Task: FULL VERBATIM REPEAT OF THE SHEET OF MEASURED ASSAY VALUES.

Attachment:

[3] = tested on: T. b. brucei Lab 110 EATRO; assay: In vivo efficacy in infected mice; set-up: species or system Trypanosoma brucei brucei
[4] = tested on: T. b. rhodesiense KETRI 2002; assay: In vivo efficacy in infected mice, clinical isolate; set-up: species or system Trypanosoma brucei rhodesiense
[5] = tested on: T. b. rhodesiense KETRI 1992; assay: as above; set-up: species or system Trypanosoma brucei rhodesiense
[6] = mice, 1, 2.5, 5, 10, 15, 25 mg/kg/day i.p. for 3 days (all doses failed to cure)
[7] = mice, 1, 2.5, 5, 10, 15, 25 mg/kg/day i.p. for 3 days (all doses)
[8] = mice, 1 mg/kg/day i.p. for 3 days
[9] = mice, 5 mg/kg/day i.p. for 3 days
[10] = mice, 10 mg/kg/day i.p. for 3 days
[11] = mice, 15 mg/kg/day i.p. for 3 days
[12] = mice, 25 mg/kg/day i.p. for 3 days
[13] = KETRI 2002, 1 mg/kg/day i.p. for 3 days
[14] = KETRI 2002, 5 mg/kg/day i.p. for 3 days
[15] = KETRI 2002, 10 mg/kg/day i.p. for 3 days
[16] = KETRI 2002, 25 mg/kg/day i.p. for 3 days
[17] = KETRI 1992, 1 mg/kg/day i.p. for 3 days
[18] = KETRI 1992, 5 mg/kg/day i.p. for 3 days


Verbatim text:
[3] = tested on: T. b. brucei Lab 110 EATRO; assay: In vivo efficacy in infected mice; set-up: species or system Trypanosoma brucei brucei
[4] = tested on: T. b. rhodesiense KETRI 2002; assay: In vivo efficacy in infected mice, clinical isolate; set-up: species or system Trypanosoma brucei rhodesiense
[5] = tested on: T. b. rhodesiense KETRI 1992; assay: as above; set-up: species or system Trypanosoma brucei rhodesiense
[6] = mice, 1, 2.5, 5, 10, 15, 25 mg/kg/day i.p. for 3 days (all doses failed to cure)
[7] = mice, 1, 2.5, 5, 10, 15, 25 mg/kg/day i.p. for 3 days (all doses)
[8] = mice, 1 mg/kg/day i.p. for 3 days
[9] = mice, 5 mg/kg/day i.p. for 3 days
[10] = mice, 10 mg/kg/day i.p. for 3 days
[11] = mice, 15 mg/kg/day i.p. for 3 days
[12] = mice, 25 mg/kg/day i.p. for 3 days
[13] = KETRI 2002, 1 mg/kg/day i.p. for 3 days
[14] = KETRI 2002, 5 mg/kg/day i.p. for 3 days
[15] = KETRI 2002, 10 mg/kg/day i.p. for 3 days
[16] = KETRI 2002, 25 mg/kg/day i.p. for 3 days
[17] = KETRI 1992, 1 mg/kg/day i.p. for 3 days
[18] = KETRI 1992, 5 mg/kg/day i.p. for 3 days